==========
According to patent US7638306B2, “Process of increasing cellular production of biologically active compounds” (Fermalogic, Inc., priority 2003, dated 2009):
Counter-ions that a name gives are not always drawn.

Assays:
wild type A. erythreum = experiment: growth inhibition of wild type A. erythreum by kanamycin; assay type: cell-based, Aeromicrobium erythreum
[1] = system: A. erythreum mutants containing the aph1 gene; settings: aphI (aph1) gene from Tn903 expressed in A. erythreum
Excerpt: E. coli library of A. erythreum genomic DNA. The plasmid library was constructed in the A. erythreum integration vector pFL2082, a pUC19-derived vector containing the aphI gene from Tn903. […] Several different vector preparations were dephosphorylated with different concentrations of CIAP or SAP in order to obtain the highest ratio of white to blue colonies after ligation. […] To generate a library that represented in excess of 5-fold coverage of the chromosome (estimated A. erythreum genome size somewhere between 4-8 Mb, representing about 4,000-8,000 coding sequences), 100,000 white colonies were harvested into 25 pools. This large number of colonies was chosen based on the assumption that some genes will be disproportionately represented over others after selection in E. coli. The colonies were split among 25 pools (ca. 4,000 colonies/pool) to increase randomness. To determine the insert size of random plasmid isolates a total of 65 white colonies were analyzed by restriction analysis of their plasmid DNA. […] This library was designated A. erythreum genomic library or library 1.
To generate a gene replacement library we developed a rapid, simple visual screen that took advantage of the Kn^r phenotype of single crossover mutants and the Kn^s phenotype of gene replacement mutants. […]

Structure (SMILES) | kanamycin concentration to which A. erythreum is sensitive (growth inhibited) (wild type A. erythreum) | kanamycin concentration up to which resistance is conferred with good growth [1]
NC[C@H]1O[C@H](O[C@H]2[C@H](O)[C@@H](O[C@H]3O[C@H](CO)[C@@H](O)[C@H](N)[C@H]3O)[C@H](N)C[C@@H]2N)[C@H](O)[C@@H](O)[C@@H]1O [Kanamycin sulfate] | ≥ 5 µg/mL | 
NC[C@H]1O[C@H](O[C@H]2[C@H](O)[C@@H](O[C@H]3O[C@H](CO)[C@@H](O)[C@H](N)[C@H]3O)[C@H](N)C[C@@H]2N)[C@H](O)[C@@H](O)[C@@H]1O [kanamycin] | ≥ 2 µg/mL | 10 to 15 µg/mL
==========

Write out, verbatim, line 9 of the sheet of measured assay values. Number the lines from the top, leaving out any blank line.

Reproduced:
NC[C@H]1O[C@H](O[C@H]2[C@H](O)[C@@H](O[C@H]3O[C@H](CO)[C@@H](O)[C@H](N)[C@H]3O)[C@H](N)C[C@@H]2N)[C@H](O)[C@@H](O)[C@@H]1O [Kanamycin sulfate] | ≥ 5 µg/mL | 